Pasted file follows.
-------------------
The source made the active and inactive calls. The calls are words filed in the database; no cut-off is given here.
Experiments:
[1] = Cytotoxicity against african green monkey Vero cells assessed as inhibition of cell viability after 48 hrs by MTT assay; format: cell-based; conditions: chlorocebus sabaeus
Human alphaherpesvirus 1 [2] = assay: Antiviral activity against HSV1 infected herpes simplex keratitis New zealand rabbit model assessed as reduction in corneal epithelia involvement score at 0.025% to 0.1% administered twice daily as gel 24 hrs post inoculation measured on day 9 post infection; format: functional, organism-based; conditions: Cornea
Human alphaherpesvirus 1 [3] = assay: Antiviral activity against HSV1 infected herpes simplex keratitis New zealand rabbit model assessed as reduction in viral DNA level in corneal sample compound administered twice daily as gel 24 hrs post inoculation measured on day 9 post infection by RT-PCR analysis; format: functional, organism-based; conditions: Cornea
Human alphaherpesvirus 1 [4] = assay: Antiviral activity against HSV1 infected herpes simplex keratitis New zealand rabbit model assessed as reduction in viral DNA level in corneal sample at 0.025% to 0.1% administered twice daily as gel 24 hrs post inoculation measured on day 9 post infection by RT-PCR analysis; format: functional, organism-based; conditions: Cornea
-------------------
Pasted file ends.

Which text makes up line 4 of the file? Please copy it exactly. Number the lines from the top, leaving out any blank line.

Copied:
Human alphaherpesvirus 1 [2] = assay: Antiviral activity against HSV1 infected herpes simplex keratitis New zealand rabbit model assessed as reduction in corneal epithelia involvement score at 0.025% to 0.1% administered twice daily as gel 24 hrs post inoculation measured on day 9 post infection; format: functional, organism-based; conditions: Cornea